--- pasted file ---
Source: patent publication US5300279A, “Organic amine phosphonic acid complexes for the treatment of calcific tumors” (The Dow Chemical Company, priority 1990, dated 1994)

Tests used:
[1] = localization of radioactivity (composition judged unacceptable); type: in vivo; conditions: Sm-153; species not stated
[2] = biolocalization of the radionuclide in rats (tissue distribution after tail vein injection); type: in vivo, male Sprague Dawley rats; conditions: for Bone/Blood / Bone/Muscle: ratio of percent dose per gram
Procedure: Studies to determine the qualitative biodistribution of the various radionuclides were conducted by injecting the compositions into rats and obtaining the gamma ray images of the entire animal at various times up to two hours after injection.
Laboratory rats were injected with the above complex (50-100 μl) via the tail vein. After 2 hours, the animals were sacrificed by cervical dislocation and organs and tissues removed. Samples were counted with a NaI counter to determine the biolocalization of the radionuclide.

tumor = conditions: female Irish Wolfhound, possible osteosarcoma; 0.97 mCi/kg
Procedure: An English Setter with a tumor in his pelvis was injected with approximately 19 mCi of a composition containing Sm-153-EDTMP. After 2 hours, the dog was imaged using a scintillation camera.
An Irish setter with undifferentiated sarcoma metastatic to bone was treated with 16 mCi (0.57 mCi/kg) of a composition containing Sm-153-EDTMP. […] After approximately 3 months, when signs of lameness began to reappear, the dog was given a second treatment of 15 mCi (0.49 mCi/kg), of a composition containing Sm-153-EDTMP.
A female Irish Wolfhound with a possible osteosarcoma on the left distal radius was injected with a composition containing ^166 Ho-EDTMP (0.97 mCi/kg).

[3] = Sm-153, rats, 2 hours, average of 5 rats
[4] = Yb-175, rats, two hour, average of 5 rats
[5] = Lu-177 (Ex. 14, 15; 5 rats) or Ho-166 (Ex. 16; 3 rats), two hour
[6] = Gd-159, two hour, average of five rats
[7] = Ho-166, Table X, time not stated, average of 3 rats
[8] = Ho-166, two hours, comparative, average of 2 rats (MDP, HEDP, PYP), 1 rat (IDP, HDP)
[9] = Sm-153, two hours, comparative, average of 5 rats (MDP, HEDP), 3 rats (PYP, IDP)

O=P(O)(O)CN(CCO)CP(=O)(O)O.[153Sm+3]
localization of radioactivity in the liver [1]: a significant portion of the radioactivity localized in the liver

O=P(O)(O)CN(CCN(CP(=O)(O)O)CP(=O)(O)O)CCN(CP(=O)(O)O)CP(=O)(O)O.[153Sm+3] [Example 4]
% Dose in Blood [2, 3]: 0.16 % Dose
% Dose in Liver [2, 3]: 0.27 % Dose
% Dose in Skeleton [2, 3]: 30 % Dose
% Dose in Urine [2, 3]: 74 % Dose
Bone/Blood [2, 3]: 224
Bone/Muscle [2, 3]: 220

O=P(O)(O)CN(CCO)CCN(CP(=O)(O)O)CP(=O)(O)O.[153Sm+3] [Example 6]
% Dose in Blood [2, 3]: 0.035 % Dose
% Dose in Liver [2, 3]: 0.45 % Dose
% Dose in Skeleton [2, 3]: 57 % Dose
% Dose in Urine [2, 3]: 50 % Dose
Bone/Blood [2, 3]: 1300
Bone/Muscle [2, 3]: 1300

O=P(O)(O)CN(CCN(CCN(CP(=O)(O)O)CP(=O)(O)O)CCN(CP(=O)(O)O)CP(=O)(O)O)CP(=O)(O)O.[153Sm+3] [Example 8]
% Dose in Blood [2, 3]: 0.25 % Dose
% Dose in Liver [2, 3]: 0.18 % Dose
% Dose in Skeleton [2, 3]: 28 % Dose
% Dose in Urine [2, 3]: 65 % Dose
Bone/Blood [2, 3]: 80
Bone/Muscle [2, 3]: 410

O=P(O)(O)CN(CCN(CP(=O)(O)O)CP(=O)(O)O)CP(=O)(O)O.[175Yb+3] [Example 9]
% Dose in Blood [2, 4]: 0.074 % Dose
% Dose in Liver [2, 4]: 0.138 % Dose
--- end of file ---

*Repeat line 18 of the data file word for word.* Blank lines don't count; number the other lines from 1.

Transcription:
O=P(O)(O)CN(CCO)CP(=O)(O)O.[153Sm+3]